We all need to wear clothes for work, whether we opt for jeans and shirts, smart suits, or, as Liz Jackson put it, whether we “stumble out of bed and work in… pyjamas”.
The question is, is tax relief available on the cost of that clothing?
And the answer… as so often with tax… is “It depends”!
What does it depend on?
Well, mainly, what the clothing is, and why it was bought.
Working on a building site, or railway line, and need protective clothing such as overalls, steel toe-capped boots, a helmet, or a high-visibility jacket?
Absolutely fine to claim tax relief on that, and if you’re an employee and your employer buys it for you, there’s no taxable benefit.
The same applies to some uniforms.
HMRC’s description is “a recognisable uniform that shows you’ve got a certain sort of job - like a nurse’s or police uniform”.
Tax relief is available on the cost of those, too.
Flat rate deductions for certain trades
If you have to buy specialist tools or clothing, and you’re in certain trades, then rather than claiming tax relief on the actual cost of the tools or clothes you bought, you can claim a flat rate annual deduction to allow for that spend. You can’t have both though. It’s either what you actually spent, or the flat rate deduction.
Here’s the table of industries, occupations and their annual deductions.
“Ordinary” clothing: “everyday wardrobe”.
But there’s no tax relief available for “ordinary clothing” that can be worn for work or elsewhere, if that clothing is part of your “everyday wardrobe”.
So if you buy a pair of pyjamas, and wear them when you’re working from home but also when you’re in bed at night, you can’t claim tax relief.
That also holds true for more “conventional” work clothing. There was a headline case where a computer engineer, required to wear a suit and tie for work, tried to claim tax relief on the cost of that suit and tie - and wasn’t allowed to.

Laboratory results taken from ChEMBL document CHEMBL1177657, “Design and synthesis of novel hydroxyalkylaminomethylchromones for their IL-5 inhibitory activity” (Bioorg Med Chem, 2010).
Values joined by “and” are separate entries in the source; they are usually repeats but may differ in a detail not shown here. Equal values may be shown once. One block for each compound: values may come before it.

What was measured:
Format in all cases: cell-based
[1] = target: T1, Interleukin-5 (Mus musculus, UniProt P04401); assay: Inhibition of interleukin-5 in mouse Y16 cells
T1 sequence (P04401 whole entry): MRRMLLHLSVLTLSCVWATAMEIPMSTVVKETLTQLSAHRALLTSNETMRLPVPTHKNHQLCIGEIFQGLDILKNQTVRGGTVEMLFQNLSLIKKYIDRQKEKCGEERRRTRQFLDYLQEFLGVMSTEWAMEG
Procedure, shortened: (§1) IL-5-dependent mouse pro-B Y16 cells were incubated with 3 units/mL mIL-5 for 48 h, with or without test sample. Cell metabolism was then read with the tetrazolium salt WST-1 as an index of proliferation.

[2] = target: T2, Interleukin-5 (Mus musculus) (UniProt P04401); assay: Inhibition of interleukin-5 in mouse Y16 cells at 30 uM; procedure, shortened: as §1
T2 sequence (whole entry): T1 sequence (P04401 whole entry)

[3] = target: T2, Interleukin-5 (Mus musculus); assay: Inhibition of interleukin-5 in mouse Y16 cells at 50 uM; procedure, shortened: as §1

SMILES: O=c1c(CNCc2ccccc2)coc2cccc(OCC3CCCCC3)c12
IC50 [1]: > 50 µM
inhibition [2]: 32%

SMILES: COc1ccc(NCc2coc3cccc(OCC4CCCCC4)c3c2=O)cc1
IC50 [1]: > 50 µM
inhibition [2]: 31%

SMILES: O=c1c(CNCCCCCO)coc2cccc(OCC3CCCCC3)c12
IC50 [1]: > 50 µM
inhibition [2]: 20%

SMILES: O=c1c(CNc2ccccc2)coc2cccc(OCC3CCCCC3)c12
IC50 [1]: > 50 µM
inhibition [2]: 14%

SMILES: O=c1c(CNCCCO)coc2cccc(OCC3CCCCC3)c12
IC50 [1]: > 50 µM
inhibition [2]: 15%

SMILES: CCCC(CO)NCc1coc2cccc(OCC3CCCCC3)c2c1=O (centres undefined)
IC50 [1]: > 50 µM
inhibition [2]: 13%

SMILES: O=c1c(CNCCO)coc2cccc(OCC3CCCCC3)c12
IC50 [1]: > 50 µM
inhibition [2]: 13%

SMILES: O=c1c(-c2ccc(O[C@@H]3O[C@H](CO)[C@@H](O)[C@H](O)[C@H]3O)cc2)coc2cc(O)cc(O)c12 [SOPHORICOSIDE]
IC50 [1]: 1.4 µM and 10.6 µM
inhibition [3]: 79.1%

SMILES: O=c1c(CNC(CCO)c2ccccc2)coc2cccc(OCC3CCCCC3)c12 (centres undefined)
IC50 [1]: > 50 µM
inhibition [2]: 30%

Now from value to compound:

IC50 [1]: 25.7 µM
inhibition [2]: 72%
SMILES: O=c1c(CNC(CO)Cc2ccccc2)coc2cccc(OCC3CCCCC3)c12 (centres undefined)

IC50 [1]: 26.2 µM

The computer engineer, Mr Hillyer, could have worn that suit and tie elsewhere, e.g. to go shopping at Tesco, or to go to the theatre with his wife, or to a Rotary dinner, etc.
HMRC say that “if the clothing might suitably be worn as part of a hypothetical person’s ‘everyday’ wardrobe”, no tax relief is available.
Where the “everyday wardrobe” does not apply: actors and other entertainers
Actors and other entertainers often have to buy costumes for a part. In fact we've just had a support query from one of our users who's a Michael Jackson impersonator. He wanted to know if he could claim tax relief on his outfits.
The answer is yes.
Tax relief is available on those costumes, even if they could afterwards be worn as ordinary daytime clothing (which you'd have to assume the Michael Jackson costumes would not be - we didn't ask).
HMRC make this clear and give an example of a self-employed television interviewer who may claim for the cost of his lounge suit worn on TV, because that’s part of his “costume”, while the architect he’s interviewing, who’s wearing an identical suit, couldn’t claim tax relief on the cost of his suit because it’s part of his “everyday wardrobe”!
So like pretty well everything else connected with tax;
- it’s not straightforward
- this article can't replace professional advice relating to your own circumstances
- and if in doubt, ask!
Disclaimer: The content included in this blog post is based on our understanding of tax law at the time of publication. It may be subject to change and may not be applicable to your circumstances, so should not be relied upon. You are responsible for complying with tax law and should seek independent advice if you require further information about the content included in this blog post. If you don't have an accountant, take a look at our directory to find a FreeAgent Practice Partner based in your local area.